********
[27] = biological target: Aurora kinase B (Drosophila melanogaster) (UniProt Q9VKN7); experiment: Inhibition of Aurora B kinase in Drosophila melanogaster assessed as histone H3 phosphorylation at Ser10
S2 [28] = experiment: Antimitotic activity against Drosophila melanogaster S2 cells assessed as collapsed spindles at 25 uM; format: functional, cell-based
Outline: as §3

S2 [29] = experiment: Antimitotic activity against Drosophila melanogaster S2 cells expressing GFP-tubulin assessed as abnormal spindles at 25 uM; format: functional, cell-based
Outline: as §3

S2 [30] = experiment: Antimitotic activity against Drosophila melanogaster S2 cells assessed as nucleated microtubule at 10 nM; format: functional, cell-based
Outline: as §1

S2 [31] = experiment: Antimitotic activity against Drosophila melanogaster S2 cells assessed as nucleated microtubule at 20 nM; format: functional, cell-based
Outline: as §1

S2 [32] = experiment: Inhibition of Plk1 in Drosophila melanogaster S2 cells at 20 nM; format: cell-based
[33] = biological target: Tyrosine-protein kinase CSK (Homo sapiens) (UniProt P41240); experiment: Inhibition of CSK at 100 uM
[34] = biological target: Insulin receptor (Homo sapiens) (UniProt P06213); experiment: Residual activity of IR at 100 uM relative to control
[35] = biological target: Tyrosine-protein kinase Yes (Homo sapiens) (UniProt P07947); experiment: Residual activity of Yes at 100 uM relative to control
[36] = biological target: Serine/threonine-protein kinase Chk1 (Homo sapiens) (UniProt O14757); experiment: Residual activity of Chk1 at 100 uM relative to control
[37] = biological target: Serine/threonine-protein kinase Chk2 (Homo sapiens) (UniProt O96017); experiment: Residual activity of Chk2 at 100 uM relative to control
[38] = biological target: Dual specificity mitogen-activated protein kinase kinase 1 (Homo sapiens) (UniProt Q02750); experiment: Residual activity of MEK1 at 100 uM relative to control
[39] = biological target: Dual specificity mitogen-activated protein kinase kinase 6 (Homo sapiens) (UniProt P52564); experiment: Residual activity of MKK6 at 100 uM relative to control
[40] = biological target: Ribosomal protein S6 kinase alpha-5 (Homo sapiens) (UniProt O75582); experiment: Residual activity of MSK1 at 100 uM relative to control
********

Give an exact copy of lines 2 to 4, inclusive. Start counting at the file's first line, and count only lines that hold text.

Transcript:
S2 [28] = experiment: Antimitotic activity against Drosophila melanogaster S2 cells assessed as collapsed spindles at 25 uM; format: functional, cell-based
Outline: as §3

S2 [29] = experiment: Antimitotic activity against Drosophila melanogaster S2 cells expressing GFP-tubulin assessed as abnormal spindles at 25 uM; format: functional, cell-based